Anyone who uses a social network, a website, app or a gadget that regularly collects some personal information about them is a product. Companies increasingly know more about you than your family and friends. The fear is what happens when the information you provide in one context is used in an entirely different context because it is sold. Internet spying and surveillance according to a 2012 Wall Street Journal report is one of the fastest growing businesses, estimated to be worth $156 billion a year. Mostly private companies capture data from countless channels.
One and a half million people are victims of cybercrime everyday -- that's 18 incidents per second! While we can't protect the contents of your wallet from your own online spending, we can help protect it from the hands of thieves. Here are some tips to ensure you have a pleasant and safe online shopping experience.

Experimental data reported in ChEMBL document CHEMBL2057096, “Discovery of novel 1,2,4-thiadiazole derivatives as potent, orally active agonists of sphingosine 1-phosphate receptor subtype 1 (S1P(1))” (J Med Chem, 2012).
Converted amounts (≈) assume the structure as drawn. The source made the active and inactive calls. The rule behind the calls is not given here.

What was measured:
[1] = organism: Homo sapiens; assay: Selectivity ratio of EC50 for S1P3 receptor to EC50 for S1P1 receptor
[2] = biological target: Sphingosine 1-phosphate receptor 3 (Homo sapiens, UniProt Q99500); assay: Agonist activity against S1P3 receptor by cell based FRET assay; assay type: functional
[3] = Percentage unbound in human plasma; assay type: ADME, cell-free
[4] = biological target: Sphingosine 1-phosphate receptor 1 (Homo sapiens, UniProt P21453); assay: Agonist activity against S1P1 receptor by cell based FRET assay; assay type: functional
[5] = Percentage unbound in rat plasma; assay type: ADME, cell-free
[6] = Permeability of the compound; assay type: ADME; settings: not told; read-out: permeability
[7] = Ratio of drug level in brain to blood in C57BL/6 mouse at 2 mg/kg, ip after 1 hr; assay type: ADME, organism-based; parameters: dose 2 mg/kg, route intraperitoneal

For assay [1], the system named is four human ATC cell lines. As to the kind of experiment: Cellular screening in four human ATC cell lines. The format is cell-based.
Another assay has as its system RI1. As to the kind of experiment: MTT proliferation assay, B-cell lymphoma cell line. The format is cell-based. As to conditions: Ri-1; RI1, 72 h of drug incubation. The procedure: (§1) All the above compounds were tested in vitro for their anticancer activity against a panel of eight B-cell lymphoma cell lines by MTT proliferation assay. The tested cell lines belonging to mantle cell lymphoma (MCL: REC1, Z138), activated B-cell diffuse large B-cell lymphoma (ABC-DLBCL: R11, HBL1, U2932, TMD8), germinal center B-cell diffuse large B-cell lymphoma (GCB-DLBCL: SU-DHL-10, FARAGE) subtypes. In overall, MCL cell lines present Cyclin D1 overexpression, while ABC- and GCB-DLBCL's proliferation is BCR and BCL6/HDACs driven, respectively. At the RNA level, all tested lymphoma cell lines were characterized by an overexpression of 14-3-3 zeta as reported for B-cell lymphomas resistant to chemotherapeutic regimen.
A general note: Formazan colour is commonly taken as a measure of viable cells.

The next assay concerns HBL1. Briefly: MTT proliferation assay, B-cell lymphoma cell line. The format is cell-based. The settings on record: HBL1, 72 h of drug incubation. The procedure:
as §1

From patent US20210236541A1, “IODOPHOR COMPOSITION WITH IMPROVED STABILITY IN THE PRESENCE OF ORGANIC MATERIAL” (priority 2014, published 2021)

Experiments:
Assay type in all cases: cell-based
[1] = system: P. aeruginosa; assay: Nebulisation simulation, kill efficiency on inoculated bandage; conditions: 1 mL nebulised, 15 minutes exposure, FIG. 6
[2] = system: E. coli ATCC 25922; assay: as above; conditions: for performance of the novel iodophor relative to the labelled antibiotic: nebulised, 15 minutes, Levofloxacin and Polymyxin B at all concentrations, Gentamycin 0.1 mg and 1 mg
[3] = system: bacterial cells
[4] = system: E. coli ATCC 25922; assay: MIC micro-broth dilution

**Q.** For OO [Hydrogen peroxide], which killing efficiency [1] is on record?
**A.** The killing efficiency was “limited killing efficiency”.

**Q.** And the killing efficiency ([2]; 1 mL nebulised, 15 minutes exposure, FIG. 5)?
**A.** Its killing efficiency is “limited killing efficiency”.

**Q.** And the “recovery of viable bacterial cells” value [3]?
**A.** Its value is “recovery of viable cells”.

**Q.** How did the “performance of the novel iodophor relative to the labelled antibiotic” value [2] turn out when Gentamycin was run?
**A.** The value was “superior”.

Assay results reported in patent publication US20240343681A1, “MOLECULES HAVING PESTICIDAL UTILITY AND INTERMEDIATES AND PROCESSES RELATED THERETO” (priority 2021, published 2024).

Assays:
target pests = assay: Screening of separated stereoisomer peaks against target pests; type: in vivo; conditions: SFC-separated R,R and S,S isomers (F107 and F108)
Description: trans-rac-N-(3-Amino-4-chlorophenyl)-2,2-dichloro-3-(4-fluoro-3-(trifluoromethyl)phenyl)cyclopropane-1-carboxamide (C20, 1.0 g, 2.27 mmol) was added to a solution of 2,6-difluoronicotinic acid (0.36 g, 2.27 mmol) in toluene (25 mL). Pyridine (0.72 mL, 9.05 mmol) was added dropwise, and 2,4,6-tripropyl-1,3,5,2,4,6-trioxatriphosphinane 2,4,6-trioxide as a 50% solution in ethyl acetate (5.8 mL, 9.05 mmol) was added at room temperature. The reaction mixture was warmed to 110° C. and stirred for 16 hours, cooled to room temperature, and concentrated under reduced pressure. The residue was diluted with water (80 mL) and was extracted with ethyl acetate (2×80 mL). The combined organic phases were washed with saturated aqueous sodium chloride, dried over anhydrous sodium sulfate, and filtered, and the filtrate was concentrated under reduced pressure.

We wouldn't let our children, our most important personal assets, drive around without a seat belt. But we still resist the idea that an appropriate amount of effort and investment is critical in securing our most important business asset, our information. To a hacker, your system password alone is as about as good as wrapping your data in a big red bow.
Anonymous sub-group Anti-Sec supposedly holds in its hands 12-million Apple user IDs it acquired from hacking. The hacktivist group refuses to release the IDs until -- wait for it -- Adrien Chen of Gawker poses on the front page of the site in a ballet tutu with a shoe on top of his head. It remains to be seen whether Anonymous does have anything to give the public it strives to supposedly protect, or whether this was just another one of their pranks done "for the lulz," that is to say, for the stroking of their own vanity.